Although writing can help decipher history, it’s our humanity which keeps all of us striving for an improved future.

Thursday, March 20, 2014

Women's History Month


In the United States, Women's History Month traces its beginnings back to the first International Women's Day in 1911. In 1978, the school district of Sonoma, California participated in Women's History Week, an event designed around the week of March 8 (International Women's Day). In 1979 a fifteen-day conference about women's history was held at Sarah Lawrence College from July 13th until July 29th, chaired by historian Gerda Lerner. It was co-sponsored by Sarah Lawrence College, the Women's Action Alliance, and the Smithsonian Institution. 

In February of 1980 President Jimmy Carter issued a presidential proclamation declaring the week of March 8th, 1980, as National Women's History Week. The proclamation stated, "From the first settlers who came to our shores, from the first American Indian families who befriended them, men and women have worked together to build this nation. Too often the women were unsung and sometimes their contributions went unnoticed... This goal can be achieved by ratifying the 27th Amendment to the United States Constitution, which states that 'Equality of Rights under the Law shall not be denied or abridged by the United States or by any state on account of sex.'" Carter was referring to the Equal Rights Amendment, which was never ratified, not to the amendment which did become the 27th Amendment to the United States Constitution after his presidency.

In 1987, after being petitioned by the National Women's History Project, Congress passed Pub. L. 100-9 which designated the month of March 1987 as Women’s History Month. Between 1988 and 1994, Congress passed additional resolutions requesting and authorizing the President to proclaim March of each year as Women’s History Month. Since 1995, U.S. presidents have issued annual proclamations designating the month of March as Women’s History Month.

Women’s History Month lacks visibility on campus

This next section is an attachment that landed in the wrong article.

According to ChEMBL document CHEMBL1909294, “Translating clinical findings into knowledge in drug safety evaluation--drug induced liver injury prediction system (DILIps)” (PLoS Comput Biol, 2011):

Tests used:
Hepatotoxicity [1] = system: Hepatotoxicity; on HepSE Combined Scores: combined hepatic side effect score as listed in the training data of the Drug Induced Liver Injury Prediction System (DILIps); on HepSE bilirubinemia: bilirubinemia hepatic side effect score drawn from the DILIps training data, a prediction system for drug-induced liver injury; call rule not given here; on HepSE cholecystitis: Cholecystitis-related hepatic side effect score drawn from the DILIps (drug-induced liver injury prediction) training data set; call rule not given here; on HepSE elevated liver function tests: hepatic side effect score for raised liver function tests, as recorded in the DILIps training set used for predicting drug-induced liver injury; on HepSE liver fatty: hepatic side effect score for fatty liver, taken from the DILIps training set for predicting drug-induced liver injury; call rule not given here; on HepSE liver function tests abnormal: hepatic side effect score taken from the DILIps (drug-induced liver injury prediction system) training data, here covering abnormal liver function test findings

She said that other University and student groups used to step forward, but as time went by, she found less and less units offering events for women’s history, and at some point didn’t have anything to put on the posters.
“(Women’s History Month) is still important, but I think that it’s not something our department wants to focus our time and energy on right now, and it is not where the scholarship is right now,” Kahn explained.
Kahn said the work of early feminists centered on bringing women back into history and literature and to “recover what had been left out.” While this effort is not done completely, the focus has shifted to studying gender as a question of identity, the intersections between gender and race, gender and class, and gender and ethnicity.
That’s one of the reasons why it is fitting that the Gender and Women’s History Symposium, which ran Feb. 27 to March 1, falls between Black History Month and Women’s History Month, Ruscitti said.
“One of the things we’ve tried to promote a lot is intersectionality — so paying attention not only to gender but also to race within feminism,” she said. 
Calling it a “symbolic way to bring together the two of them,” Ruscitti said that it is important to be conscious of the ways that feminism and the study of women have excluded demographics and to work toward a more comprehensive idea of what it means to study women’s history.

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Even though I am from Kansas, I enjoy venturing into other worlds from around the globe which is why my writing focuses on diversity. With fluid accessibility to modern media and traveling opportunities, my Midwestern world can expand and explore beyond my own backyard. In addition to studying cultures, I take pleasure in studying history. Submitting to a moment in time allows us to remember, or to muse even, over our society’s past. Although writing can educate as well as entertain, yet what makes art incredibly amazing, to that of paintings, photographs, and music, it transposes emotion into another form of humanity, and therefore, it is our humanity which keeps all of us striving for an improved future.

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